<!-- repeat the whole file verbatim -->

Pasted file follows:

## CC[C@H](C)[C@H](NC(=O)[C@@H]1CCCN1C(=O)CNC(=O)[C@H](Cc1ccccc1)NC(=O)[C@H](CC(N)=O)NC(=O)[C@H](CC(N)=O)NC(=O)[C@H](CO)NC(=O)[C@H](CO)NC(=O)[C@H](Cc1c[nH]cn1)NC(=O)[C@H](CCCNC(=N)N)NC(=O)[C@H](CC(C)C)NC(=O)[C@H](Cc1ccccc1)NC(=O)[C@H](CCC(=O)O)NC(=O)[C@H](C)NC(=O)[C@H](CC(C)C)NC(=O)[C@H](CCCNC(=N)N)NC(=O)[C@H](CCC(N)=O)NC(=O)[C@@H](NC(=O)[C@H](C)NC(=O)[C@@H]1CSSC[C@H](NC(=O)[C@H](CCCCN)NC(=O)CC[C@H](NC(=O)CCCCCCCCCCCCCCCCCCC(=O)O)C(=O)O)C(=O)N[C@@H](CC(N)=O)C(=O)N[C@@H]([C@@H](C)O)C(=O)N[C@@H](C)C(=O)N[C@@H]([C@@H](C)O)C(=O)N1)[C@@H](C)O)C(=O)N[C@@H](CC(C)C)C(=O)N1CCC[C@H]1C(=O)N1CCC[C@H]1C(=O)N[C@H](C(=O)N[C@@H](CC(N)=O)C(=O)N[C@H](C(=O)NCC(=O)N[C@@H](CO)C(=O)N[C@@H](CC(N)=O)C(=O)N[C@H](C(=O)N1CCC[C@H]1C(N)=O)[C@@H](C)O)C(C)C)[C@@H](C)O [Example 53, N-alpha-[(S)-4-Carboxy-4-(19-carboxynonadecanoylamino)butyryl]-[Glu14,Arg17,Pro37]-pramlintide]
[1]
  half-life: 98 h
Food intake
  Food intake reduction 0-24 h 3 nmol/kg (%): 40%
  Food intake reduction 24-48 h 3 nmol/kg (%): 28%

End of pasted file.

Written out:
## CC[C@H](C)[C@H](NC(=O)[C@@H]1CCCN1C(=O)CNC(=O)[C@H](Cc1ccccc1)NC(=O)[C@H](CC(N)=O)NC(=O)[C@H](CC(N)=O)NC(=O)[C@H](CO)NC(=O)[C@H](CO)NC(=O)[C@H](Cc1c[nH]cn1)NC(=O)[C@H](CCCNC(=N)N)NC(=O)[C@H](CC(C)C)NC(=O)[C@H](Cc1ccccc1)NC(=O)[C@H](CCC(=O)O)NC(=O)[C@H](C)NC(=O)[C@H](CC(C)C)NC(=O)[C@H](CCCNC(=N)N)NC(=O)[C@H](CCC(N)=O)NC(=O)[C@@H](NC(=O)[C@H](C)NC(=O)[C@@H]1CSSC[C@H](NC(=O)[C@H](CCCCN)NC(=O)CC[C@H](NC(=O)CCCCCCCCCCCCCCCCCCC(=O)O)C(=O)O)C(=O)N[C@@H](CC(N)=O)C(=O)N[C@@H]([C@@H](C)O)C(=O)N[C@@H](C)C(=O)N[C@@H]([C@@H](C)O)C(=O)N1)[C@@H](C)O)C(=O)N[C@@H](CC(C)C)C(=O)N1CCC[C@H]1C(=O)N1CCC[C@H]1C(=O)N[C@H](C(=O)N[C@@H](CC(N)=O)C(=O)N[C@H](C(=O)NCC(=O)N[C@@H](CO)C(=O)N[C@@H](CC(N)=O)C(=O)N[C@H](C(=O)N1CCC[C@H]1C(N)=O)[C@@H](C)O)C(C)C)[C@@H](C)O [Example 53, N-alpha-[(S)-4-Carboxy-4-(19-carboxynonadecanoylamino)butyryl]-[Glu14,Arg17,Pro37]-pramlintide]
[1]
  half-life: 98 h
Food intake
  Food intake reduction 0-24 h 3 nmol/kg (%): 40%
  Food intake reduction 24-48 h 3 nmol/kg (%): 28%